|Front | Info | Lists | Newsfeeds | Study Guide | What is BSD?|
NetBSD to have dynamic /bin and /sbin
By Jeremy C. Reed
NetBSD -current is in the process of switching to using dynamically linked programs under /bin and /sbin.
This was proposed back in December by Luke Mewburn to NetBSD's tech-userlevel mailing list, because of the inability to call dlopen(3) from libc and other libraries. For example, this is needed for use with pluggable locales, PAM, and nsswitch using proprietary LDAP modules.
A lot of discussion covering the different ideas and issues was discussed in December and January. And now it is being discussed a lot today.
The ELF dynamic linker is moved to /lib/ld.elf_so and the shared libraries needed by dynamic /bin and /sbin programs are also in /lib.
Also, a /rescue directory is now available that contains a program made up of the these /bin and /sbin programs linked together into a single executable. (This is made by the crunchgen(1) utility.) Plus the kernel now can prompt for init's path (so you can use /rescue/init if needed).
The space savings goes from 15 MB down to around 6 MB. But that is not the primary reason.
Also, the change causes a performance drop due to symlinks (for example, /usr/libexec/ld.elf_so linked to real /lib/ld.elf_so) and running the dynamic linker.
Some proposed ideas include having build options for keeping just the /bin and /sbin static again, and improving dlopen() so it will work with static binaries.
And other ideas include improving locale and creating new daemons for nsswitch-type and user authentication work; and keeping /bin and /sbin static and placing the dynamic versions under /usr/bin and /usr/sbin -- which could be confusing.
BSD/OS also has /bin and /sbin utilities that use shared libraries. According to the BSD/OS shlib(8) manual page, both memory in running processes and disk space can be conserved, because the library binary is loaded on demand and is shared between all processes that use it. This BSDI-developed system doesn't support dlopen(3) dynamic linking routines.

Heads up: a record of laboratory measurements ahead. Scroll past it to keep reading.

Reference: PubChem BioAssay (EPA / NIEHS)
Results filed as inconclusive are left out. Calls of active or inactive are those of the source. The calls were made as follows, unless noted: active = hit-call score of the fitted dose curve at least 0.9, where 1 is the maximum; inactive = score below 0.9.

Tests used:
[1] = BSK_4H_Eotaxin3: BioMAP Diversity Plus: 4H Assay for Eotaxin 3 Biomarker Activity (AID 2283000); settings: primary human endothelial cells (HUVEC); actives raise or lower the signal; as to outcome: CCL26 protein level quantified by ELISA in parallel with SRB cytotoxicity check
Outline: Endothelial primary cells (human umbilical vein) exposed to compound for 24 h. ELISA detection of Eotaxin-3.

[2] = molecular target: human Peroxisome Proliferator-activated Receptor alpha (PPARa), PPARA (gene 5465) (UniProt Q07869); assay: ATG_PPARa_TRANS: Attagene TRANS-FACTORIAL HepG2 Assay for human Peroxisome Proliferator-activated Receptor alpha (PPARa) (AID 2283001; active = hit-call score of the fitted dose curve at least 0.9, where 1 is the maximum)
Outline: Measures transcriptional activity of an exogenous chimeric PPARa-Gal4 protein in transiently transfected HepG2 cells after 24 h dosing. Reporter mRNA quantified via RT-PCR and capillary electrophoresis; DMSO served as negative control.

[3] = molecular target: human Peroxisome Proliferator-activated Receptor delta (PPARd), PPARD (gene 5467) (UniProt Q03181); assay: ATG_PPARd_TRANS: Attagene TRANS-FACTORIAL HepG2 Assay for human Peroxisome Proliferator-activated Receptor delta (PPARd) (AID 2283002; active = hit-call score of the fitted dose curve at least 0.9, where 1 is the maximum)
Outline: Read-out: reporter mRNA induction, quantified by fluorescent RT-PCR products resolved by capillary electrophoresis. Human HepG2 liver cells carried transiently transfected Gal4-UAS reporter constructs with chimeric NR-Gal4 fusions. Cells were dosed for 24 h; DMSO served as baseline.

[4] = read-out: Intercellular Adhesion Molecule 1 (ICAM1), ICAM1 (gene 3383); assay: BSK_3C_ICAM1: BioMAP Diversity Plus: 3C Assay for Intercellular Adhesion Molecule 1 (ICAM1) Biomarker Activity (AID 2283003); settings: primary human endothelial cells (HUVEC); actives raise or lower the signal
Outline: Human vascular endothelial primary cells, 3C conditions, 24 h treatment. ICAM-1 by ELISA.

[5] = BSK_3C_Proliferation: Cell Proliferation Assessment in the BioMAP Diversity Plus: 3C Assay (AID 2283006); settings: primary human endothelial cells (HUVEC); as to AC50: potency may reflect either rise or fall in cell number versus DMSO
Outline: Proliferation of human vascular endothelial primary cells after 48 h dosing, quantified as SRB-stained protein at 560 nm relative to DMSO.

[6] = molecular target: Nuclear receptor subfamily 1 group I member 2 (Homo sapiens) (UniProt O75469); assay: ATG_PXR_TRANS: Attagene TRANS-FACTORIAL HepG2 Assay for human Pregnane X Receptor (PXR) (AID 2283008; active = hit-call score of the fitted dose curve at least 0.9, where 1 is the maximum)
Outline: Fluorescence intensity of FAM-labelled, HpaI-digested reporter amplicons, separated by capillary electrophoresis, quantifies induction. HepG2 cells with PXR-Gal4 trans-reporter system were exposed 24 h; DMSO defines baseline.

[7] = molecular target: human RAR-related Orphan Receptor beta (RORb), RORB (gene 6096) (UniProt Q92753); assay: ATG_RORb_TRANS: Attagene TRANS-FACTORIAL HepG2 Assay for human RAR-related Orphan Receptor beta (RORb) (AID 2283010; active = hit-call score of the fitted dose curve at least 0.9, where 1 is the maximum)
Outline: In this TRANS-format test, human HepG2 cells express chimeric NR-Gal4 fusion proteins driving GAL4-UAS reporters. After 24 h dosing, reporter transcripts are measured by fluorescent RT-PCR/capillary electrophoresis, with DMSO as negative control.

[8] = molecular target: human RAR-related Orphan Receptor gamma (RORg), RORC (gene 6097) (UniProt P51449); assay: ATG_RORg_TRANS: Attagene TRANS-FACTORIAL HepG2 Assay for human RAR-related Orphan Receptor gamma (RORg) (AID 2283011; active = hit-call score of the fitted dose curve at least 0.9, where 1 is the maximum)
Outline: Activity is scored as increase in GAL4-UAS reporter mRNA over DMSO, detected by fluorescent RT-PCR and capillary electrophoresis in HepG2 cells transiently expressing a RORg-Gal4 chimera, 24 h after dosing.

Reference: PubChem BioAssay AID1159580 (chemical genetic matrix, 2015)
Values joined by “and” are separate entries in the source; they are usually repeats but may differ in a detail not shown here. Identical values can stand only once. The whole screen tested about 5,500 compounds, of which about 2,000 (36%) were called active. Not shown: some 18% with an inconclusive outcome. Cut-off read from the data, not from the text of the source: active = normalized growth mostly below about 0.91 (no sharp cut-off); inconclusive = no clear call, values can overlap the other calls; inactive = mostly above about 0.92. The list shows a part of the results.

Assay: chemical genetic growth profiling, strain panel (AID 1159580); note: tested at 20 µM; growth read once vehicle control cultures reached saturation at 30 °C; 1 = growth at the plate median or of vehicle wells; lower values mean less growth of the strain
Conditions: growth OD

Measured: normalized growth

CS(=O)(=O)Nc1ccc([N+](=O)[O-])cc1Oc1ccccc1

Also, some Solaris systems include a /usr/sbin/static directory with a few statically-built tools available for recovery (if you can mount /usr/sbin).
Again, the changes are in the development version of NetBSD. The upcoming 1.6 release will not include these changes.
DiscussionDiscuss this article below.
I think you're better... - Donn
I think you're better...
"Making dlopen() "work" in static binaries is basically asking the ELF spec to bend itself over a table...."
While I don't know about the exact technical issues with
this, try reading the thread at mail-index.netbsd.org. I
got the impression that implementing dlopen() for static
binaries would be really hard and definitely the result
would not be a clean one.
In case of /bin and /sbin the static programs in the
root file systems could as well be superseded by dynamic
ones in /usr/bin and /usr/sbin. Of course, you must
make sure that the order in $PATH is always the one you
really want. Or else. Why not dicard the whole differentiation
between /usr and root, the wohle historic reasons for
that being fully obsolete now?
Seeing those figures, I suppose the root fs need not be
larger as before :)
BSD Links· Advocacy
· User Groups